B.C. Jobs Minister Shirley Bond says the province needs more apprentices.
So she is touring the province, recognizing companies that take on apprentices in the hope that their actions will encourage other companies to follow suit.
“We are recognizing people who have made a commitment to apprenticeship training. It’s not always easy, it’s not always convenient, but it’s absolutely critical to the workforce of the future,” said Bond during a stop in West Kelowna Wednesday to present a certificate of appreciation to Wildcat Helicopters.
The company, which has been in operation since 1998, has always taken on apprentices,” said vice-president Ian Wilson.
Normally about 10 percent of its 50-person staff are apprentices, he added.
Bond said currently only about one in five employers in B.C. say they are willing to take on apprentices and that number needs to increase if B.C. is going to have the trained labour force it will need to meet the demand for skilled labour it is anticipating over the next eight to 10 years.
Wilson said with older employees retiring, it is important to extend the knowledge base to younger workers and by taking on apprentices, the company can train them not only in the fundamentsa but also in they way they want. And, he added, in some cases, the apprentices who train at Wildcat stay on with the company after their training is complete.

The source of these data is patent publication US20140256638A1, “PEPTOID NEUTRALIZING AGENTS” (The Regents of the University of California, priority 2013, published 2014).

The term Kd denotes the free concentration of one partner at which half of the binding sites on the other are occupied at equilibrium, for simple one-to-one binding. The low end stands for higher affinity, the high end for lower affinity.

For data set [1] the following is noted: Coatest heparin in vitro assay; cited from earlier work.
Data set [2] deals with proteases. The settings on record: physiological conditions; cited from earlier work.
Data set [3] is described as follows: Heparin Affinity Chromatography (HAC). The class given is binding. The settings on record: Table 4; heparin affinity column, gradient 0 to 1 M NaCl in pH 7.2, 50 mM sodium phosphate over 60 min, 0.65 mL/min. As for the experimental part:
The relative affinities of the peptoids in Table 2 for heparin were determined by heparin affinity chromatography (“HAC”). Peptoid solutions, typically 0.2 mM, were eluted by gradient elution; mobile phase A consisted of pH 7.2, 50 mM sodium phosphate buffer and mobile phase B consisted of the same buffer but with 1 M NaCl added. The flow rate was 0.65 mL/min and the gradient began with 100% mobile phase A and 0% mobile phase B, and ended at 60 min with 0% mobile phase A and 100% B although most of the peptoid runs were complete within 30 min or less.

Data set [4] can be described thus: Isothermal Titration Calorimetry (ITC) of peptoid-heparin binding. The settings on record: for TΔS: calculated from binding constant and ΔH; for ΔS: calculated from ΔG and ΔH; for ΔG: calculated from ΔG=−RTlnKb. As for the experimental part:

In other cases they move on to other companies and sometimes return to Wildcat later in their careers.
Bond’s visit to the West Kelowna helicopter company followed a roundtable discussion with business leaders in Kelowna earlier in the day.
She said it was good to hear directly from them about their needs and also to hear what is being done by the likes of Okanagan College and UBCO, where the workers of tomorrow are being educated and trained.
Bond said both the college and the university are looking at ways to tailor their offerings to meet the needs of students looking to go into areas such as the trades.
In recent years, Okanagan College has received millions of dollars in provincial funding to increase the number of spaces for trades students and to build bigger and better training facilities.
Bond said that is a recognition not only of the demand that is there for skilled workers but also of the job the college is doing training its students..
She said it is estimated there will be the need for as many as 100,000 skilled workers to fill job openings in the Okanagan region by 2022.